Sinus Medii

Coordinates: 1°36′N 1°00′E / 1.6°N 1.0°E / 1.6; 1.0
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Sinus Medii
Sinus Medii (LRO).png
LRO image
Coordinates1°36′N 1°00′E / 1.6°N 1.0°E / 1.6; 1.0
Diameter287 km (178 mi)
EponymBay of the Center

Sinus Medii[1] /ˈsnəs ˈmdi/ (Latin sinus mediī "Middle Bay") is a small lunar mare. It takes its name from its location at the intersection of the Moon's equator and prime meridian; as seen from the Earth, this feature is located in the central part of the Moon's near side, and it is the point closest to the Earth. From this spot the Earth would always appear directly overhead, although the planet's position would vary slightly due to libration.

Sinus Medii and closer craters with mineral postprocessing

During the Apollo program, Sinus Medii was designated Apollo Landing Site 3 (ALS3). Flight operations planners were concerned about having the optimum lighting conditions at the landing site, hence alternative landing sites moved progressively westward, following the terminator. A delay of two days for weather or equipment reasons would have sent Apollo 11 to Sinus Medii instead of ALS2, Mare Tranquillitatis (where it actually landed); another two-day delay would have resulted in ALS5, a site in Oceanus Procellarum, being targeted.


Oblique view facing south of central Sinus Medii from Lunar Orbiter 2, showing Bruce crater at right and Oppolzer crater above left
Oblique view facing north from Apollo 16

The selenographic coordinates of Sinus Medii are 1°36′N 1°00′E / 1.6°N 1.0°E / 1.6; 1.0, and its diameter is 287 km.[1] It joins Mare Insularum in the west with Mare Vaporum to the north.

The eastern part of this area is notable for a series of rille systems. In the far northeast is the Rima Hyginus, which is bisected by the crater Hyginus. At the far eastern end is the 220-km long Rima Ariadaeus rille which continues eastward to the edge of the Mare Tranquillitatis. At longitudes 4-6° E is the Rimae Triesnecker rille system, named after the crater Triesnecker just to the west.[2]

The northern edge of the Sinus Medii is formed by a highland region, with the impact craters Murchison and Pallas along the border. Near the northern border on this mare is the cup-shaped Chladni.[2]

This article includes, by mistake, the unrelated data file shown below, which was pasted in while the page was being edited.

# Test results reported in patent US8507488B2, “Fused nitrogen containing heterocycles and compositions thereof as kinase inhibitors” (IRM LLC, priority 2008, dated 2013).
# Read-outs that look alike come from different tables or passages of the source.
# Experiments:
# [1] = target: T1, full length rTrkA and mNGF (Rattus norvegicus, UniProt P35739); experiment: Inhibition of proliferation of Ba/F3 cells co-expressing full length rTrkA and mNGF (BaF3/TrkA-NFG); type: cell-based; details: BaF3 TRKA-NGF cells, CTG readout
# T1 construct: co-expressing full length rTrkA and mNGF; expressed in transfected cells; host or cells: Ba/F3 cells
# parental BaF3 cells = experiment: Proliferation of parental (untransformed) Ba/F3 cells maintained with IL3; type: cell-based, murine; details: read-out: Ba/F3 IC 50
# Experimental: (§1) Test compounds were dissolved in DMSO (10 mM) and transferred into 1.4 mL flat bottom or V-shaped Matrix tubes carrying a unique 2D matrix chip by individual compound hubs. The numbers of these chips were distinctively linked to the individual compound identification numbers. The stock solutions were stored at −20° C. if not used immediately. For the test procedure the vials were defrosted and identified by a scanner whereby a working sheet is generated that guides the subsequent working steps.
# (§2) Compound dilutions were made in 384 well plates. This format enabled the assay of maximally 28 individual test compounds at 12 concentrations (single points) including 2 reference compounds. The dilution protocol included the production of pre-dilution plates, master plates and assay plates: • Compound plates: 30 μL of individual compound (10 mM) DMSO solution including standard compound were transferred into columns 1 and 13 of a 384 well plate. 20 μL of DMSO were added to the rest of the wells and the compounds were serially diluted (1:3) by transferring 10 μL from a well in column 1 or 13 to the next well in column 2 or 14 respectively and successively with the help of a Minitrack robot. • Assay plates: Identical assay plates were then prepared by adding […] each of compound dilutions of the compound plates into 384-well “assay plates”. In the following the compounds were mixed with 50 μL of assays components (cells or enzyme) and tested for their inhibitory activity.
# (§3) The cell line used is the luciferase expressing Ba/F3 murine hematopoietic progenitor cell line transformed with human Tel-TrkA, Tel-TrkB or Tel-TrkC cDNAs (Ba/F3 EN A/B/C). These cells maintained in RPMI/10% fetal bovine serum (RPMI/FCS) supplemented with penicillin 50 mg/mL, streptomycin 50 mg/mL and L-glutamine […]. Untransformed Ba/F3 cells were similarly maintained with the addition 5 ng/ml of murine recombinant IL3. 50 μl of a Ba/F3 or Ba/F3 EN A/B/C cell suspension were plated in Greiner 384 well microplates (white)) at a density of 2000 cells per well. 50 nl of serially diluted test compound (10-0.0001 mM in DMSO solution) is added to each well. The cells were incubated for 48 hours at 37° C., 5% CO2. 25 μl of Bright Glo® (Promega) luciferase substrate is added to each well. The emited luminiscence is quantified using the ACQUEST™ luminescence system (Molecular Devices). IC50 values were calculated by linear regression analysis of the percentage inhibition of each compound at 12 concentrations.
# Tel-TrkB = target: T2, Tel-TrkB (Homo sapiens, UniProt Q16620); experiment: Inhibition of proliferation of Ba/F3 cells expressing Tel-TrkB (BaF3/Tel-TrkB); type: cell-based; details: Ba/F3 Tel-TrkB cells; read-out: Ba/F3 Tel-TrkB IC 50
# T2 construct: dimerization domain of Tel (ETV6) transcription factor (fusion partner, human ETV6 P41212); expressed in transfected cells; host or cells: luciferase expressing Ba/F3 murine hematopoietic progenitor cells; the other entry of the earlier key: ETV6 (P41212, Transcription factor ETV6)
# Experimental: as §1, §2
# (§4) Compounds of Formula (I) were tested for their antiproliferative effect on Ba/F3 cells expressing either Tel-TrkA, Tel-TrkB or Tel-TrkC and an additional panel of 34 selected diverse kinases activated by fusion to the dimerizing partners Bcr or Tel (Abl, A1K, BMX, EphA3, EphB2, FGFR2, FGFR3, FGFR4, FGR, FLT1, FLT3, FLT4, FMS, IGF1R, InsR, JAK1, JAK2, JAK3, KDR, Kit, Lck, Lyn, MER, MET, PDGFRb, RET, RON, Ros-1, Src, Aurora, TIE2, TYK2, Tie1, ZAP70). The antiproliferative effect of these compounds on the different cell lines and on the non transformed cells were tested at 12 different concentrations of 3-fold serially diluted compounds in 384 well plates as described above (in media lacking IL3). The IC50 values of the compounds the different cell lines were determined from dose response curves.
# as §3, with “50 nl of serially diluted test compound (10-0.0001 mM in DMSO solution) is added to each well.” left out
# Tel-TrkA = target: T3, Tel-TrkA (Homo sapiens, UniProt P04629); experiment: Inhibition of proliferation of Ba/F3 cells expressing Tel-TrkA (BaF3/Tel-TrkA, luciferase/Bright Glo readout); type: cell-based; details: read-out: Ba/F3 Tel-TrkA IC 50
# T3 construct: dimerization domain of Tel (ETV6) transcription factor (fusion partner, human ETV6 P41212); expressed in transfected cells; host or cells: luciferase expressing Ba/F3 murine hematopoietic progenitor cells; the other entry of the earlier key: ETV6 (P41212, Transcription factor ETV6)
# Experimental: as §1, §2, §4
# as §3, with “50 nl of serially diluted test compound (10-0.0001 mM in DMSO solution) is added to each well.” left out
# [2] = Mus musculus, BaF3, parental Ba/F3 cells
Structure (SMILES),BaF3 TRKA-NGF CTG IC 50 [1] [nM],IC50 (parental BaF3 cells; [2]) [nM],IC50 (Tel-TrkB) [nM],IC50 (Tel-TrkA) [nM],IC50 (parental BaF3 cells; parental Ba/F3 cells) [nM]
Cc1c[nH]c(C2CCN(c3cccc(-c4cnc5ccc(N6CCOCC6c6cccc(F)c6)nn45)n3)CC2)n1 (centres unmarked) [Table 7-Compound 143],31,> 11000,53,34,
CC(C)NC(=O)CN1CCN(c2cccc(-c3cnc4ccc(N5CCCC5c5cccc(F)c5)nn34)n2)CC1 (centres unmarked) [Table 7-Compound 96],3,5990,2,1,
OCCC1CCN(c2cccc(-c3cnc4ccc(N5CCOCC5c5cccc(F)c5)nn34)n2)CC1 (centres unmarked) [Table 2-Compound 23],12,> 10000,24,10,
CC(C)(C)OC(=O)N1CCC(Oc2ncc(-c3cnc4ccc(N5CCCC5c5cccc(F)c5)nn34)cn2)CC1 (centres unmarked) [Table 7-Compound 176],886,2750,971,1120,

Another highland region lies to the south and southeastern edge of the Sinus Medii. Several flooded craters lie along this border, with Flammarion near the western edge, then Oppolzer, Réaumur, and Seeliger further east. The Rima Flammarion and Rima Oppolzer rilles lie along the edge of the mare near their corresponding craters. Also along the southeast border and bisecting the prime meridian is the crater Rhaeticus.

In the western half of the interior are the small craters Bruce and Blagg. Near the western end of the mare are the flooded craters Schröter and Sömmering.


Langren's map (1645), on which the name Sinus Medius first appeared

The English astronomer William Gilbert was the first to give a name to this mare, calling it Insula Medilunaria ("Middlemoon Island").[3] The idea for its present name originates with Michael van Langren, who labelled it Sinus Medius in his 1645 map.[4] Johannes Hevelius called the feature Mare Adriaticum ("The Adriatic Sea") in his 1647 map.[5][6] Giovanni Riccioli called it Sinus Aestuum ("Bay of Hot Days") in his 1651 map.[7][8]


Mosaic of the mare surface from Surveyor 6

The Surveyor 6 mission landed to the west-southwest of Bruce crater inside Sinus Medii in November 1967. Prior to that in July 1967, the Surveyor 4 had crashed nearby.


  1. ^ a b "Sinus Medii". Gazetteer of Planetary Nomenclature. USGS Astrogeology Research Program.
  2. ^ a b LAC 59, Lunar Astronautical Chart, Scale 1:1,000,000, Mercator Projection.
  3. ^ Ewen A. Whitaker, Mapping and Naming the Moon (Cambridge University Press, 1999), p.15
  4. ^ Ewen A. Whitaker, Mapping and Naming the Moon (Cambridge University Press, 1999), p.41, 200.
  5. ^ Ewen A. Whitaker, Mapping and Naming the Moon (Cambridge University Press, 1999), p.53, 201.
  6. ^ Hevelius J. (1647). Selenographia sive Lunae descriptio. Gedani: Hünefeld. pp. 226–227, 234. doi:10.3931/e-rara-238. (List of names on p. 228)
  7. ^ Ewen A. Whitaker, Mapping and Naming the Moon (Cambridge University Press, 1999), p.61, 216, 217.
  8. ^ Map of the Moon by Giovanni Riccioli (1651)

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